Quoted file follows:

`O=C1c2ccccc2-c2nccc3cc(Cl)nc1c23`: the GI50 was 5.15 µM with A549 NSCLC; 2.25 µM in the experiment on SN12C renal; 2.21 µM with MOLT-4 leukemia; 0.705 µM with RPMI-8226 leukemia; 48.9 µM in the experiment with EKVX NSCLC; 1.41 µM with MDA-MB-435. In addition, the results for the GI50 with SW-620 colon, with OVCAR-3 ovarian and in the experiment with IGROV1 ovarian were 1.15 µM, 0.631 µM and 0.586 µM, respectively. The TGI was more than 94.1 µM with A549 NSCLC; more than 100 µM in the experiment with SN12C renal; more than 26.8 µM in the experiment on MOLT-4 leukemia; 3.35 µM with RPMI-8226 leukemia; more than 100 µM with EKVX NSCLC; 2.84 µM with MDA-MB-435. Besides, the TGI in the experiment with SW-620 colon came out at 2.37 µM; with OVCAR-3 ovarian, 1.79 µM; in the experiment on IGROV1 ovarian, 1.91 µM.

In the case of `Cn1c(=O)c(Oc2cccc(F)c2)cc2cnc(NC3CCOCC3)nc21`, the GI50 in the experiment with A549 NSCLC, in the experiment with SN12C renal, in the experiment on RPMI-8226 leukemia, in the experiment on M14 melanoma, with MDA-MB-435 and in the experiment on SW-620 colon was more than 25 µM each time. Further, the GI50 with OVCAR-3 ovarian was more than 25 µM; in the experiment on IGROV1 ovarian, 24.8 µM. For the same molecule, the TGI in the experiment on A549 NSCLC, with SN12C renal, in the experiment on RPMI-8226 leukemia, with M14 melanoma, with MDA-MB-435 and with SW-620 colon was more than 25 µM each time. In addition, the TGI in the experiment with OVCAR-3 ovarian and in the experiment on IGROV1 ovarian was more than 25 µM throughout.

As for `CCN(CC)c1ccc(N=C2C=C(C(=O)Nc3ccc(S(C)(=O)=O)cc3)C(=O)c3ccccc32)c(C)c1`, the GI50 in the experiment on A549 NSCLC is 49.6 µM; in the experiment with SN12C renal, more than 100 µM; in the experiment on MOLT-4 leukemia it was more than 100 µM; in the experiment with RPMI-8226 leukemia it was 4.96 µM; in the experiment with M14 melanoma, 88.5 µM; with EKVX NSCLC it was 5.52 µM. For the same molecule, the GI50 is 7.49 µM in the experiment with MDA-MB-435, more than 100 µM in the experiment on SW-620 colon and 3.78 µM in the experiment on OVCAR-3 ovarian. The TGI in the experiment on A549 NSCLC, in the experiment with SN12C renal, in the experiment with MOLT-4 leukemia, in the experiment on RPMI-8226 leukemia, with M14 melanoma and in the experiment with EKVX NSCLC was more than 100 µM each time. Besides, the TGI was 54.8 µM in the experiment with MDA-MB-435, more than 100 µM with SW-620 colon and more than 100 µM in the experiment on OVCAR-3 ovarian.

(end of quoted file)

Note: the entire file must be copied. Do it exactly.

`O=C1c2ccccc2-c2nccc3cc(Cl)nc1c23`: the GI50 was 5.15 µM with A549 NSCLC; 2.25 µM in the experiment on SN12C renal; 2.21 µM with MOLT-4 leukemia; 0.705 µM with RPMI-8226 leukemia; 48.9 µM in the experiment with EKVX NSCLC; 1.41 µM with MDA-MB-435. In addition, the results for the GI50 with SW-620 colon, with OVCAR-3 ovarian and in the experiment with IGROV1 ovarian were 1.15 µM, 0.631 µM and 0.586 µM, respectively. The TGI was more than 94.1 µM with A549 NSCLC; more than 100 µM in the experiment with SN12C renal; more than 26.8 µM in the experiment on MOLT-4 leukemia; 3.35 µM with RPMI-8226 leukemia; more than 100 µM with EKVX NSCLC; 2.84 µM with MDA-MB-435. Besides, the TGI in the experiment with SW-620 colon came out at 2.37 µM; with OVCAR-3 ovarian, 1.79 µM; in the experiment on IGROV1 ovarian, 1.91 µM.

In the case of `Cn1c(=O)c(Oc2cccc(F)c2)cc2cnc(NC3CCOCC3)nc21`, the GI50 in the experiment with A549 NSCLC, in the experiment with SN12C renal, in the experiment on RPMI-8226 leukemia, in the experiment on M14 melanoma, with MDA-MB-435 and in the experiment on SW-620 colon was more than 25 µM each time. Further, the GI50 with OVCAR-3 ovarian was more than 25 µM; in the experiment on IGROV1 ovarian, 24.8 µM. For the same molecule, the TGI in the experiment on A549 NSCLC, with SN12C renal, in the experiment on RPMI-8226 leukemia, with M14 melanoma, with MDA-MB-435 and with SW-620 colon was more than 25 µM each time. In addition, the TGI in the experiment with OVCAR-3 ovarian and in the experiment on IGROV1 ovarian was more than 25 µM throughout.

As for `CCN(CC)c1ccc(N=C2C=C(C(=O)Nc3ccc(S(C)(=O)=O)cc3)C(=O)c3ccccc32)c(C)c1`, the GI50 in the experiment on A549 NSCLC is 49.6 µM; in the experiment with SN12C renal, more than 100 µM; in the experiment on MOLT-4 leukemia it was more than 100 µM; in the experiment with RPMI-8226 leukemia it was 4.96 µM; in the experiment with M14 melanoma, 88.5 µM; with EKVX NSCLC it was 5.52 µM. For the same molecule, the GI50 is 7.49 µM in the experiment with MDA-MB-435, more than 100 µM in the experiment on SW-620 colon and 3.78 µM in the experiment on OVCAR-3 ovarian. The TGI in the experiment on A549 NSCLC, in the experiment with SN12C renal, in the experiment with MOLT-4 leukemia, in the experiment on RPMI-8226 leukemia, with M14 melanoma and in the experiment with EKVX NSCLC was more than 100 µM each time. Besides, the TGI was 54.8 µM in the experiment with MDA-MB-435, more than 100 µM with SW-620 colon and more than 100 µM in the experiment on OVCAR-3 ovarian.